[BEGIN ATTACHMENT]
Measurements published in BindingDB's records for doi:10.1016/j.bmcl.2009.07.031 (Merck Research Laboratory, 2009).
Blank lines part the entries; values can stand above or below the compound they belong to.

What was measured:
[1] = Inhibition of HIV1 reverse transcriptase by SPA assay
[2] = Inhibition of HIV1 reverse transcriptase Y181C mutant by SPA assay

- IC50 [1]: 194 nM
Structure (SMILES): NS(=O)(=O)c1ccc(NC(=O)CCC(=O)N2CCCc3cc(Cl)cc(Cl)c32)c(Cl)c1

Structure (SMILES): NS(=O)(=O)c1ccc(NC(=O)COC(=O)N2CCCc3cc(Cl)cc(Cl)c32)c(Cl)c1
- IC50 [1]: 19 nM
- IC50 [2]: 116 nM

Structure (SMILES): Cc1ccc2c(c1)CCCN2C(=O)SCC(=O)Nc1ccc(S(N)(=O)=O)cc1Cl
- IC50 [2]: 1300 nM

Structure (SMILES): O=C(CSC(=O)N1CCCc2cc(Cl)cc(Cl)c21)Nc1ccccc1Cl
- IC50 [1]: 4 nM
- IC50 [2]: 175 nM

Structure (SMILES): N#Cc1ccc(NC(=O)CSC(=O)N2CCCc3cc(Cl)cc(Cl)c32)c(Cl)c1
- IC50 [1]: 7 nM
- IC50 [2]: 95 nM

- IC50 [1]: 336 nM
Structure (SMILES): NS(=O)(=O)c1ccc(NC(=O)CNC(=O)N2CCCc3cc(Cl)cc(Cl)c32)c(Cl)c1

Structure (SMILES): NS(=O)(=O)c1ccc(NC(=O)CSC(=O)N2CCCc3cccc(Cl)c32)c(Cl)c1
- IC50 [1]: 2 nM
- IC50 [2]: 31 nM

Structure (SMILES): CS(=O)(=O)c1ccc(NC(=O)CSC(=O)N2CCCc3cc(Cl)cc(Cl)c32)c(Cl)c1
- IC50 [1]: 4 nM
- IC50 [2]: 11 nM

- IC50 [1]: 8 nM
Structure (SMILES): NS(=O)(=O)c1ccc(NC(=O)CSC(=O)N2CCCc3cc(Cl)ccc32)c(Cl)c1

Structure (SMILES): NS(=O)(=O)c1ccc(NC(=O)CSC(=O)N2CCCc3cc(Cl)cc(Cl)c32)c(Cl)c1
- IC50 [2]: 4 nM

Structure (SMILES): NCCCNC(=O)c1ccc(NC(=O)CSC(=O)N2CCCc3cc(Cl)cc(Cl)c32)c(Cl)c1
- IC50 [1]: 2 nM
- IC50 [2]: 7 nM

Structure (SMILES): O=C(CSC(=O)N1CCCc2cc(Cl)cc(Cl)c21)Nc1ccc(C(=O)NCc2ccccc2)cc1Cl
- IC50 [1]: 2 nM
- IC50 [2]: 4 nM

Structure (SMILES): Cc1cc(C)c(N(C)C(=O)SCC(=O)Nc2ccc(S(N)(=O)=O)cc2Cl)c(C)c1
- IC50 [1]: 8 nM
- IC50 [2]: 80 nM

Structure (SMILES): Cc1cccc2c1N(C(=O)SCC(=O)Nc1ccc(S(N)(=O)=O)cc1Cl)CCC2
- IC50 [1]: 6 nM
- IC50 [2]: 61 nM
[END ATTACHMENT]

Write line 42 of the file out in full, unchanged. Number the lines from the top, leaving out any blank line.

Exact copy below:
- IC50 [2]: 61 nM